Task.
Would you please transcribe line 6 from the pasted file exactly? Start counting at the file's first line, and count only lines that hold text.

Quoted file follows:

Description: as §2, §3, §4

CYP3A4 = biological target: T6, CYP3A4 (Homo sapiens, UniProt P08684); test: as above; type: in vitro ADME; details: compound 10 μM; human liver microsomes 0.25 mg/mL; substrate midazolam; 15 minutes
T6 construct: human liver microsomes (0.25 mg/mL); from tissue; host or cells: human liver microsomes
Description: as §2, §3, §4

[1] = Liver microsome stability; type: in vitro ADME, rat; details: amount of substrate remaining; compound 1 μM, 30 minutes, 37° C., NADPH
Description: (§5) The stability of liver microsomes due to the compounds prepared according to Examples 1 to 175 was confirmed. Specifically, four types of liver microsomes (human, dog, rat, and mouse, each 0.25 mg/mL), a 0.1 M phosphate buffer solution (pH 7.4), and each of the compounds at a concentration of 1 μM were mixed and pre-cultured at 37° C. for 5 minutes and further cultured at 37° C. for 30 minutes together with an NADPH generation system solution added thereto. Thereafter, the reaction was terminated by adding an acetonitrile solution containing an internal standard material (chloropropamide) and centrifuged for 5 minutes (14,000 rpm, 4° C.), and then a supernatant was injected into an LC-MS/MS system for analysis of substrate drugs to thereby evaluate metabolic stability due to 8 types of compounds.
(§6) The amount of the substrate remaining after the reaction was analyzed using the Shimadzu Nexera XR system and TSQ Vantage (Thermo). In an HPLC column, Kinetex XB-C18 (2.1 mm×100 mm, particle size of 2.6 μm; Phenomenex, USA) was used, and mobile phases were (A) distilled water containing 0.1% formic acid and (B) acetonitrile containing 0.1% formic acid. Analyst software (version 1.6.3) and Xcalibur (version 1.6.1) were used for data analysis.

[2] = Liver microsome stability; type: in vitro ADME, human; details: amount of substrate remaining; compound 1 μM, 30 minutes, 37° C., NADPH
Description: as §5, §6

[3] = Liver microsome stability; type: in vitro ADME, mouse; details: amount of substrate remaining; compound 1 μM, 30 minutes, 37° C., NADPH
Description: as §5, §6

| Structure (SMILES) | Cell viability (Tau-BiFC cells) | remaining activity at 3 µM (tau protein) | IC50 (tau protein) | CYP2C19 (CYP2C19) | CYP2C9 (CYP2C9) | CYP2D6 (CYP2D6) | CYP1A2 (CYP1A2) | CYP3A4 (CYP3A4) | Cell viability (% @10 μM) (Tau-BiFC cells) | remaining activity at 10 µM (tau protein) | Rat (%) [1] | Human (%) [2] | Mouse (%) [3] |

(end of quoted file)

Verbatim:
Description: (§5) The stability of liver microsomes due to the compounds prepared according to Examples 1 to 175 was confirmed. Specifically, four types of liver microsomes (human, dog, rat, and mouse, each 0.25 mg/mL), a 0.1 M phosphate buffer solution (pH 7.4), and each of the compounds at a concentration of 1 μM were mixed and pre-cultured at 37° C. for 5 minutes and further cultured at 37° C. for 30 minutes together with an NADPH generation system solution added thereto. Thereafter, the reaction was terminated by adding an acetonitrile solution containing an internal standard material (chloropropamide) and centrifuged for 5 minutes (14,000 rpm, 4° C.), and then a supernatant was injected into an LC-MS/MS system for analysis of substrate drugs to thereby evaluate metabolic stability due to 8 types of compounds.